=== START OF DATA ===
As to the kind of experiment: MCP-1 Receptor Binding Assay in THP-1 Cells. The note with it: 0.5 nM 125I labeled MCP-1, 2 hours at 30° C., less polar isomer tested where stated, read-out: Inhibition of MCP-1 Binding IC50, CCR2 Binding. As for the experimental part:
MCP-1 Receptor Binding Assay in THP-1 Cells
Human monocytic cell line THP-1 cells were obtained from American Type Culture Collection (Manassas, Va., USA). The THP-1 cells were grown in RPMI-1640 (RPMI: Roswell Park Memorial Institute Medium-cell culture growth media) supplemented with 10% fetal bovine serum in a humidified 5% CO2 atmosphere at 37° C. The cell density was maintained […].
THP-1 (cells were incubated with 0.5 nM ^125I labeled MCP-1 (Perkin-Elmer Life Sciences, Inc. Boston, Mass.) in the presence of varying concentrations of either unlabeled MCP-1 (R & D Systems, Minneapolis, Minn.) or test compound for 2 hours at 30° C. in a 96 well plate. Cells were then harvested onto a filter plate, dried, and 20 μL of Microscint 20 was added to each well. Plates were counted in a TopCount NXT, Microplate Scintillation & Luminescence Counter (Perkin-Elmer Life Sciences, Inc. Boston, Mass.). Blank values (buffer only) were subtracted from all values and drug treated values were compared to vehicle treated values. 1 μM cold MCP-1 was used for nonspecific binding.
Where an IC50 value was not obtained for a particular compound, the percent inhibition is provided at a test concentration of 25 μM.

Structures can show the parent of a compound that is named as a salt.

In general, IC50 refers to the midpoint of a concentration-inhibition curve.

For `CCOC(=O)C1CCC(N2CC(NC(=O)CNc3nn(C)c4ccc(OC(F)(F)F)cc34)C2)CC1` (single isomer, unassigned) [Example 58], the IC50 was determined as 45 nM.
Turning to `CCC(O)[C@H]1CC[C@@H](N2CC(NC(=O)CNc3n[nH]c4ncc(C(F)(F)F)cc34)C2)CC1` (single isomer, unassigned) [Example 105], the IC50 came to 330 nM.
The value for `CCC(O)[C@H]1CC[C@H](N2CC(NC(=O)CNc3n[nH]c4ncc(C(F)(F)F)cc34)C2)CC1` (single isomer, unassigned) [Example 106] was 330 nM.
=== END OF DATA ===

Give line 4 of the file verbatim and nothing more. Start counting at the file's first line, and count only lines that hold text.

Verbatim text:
THP-1 (cells were incubated with 0.5 nM ^125I labeled MCP-1 (Perkin-Elmer Life Sciences, Inc. Boston, Mass.) in the presence of varying concentrations of either unlabeled MCP-1 (R & D Systems, Minneapolis, Minn.) or test compound for 2 hours at 30° C. in a 96 well plate. Cells were then harvested onto a filter plate, dried, and 20 μL of Microscint 20 was added to each well. Plates were counted in a TopCount NXT, Microplate Scintillation & Luminescence Counter (Perkin-Elmer Life Sciences, Inc. Boston, Mass.). Blank values (buffer only) were subtracted from all values and drug treated values were compared to vehicle treated values. 1 μM cold MCP-1 was used for nonspecific binding.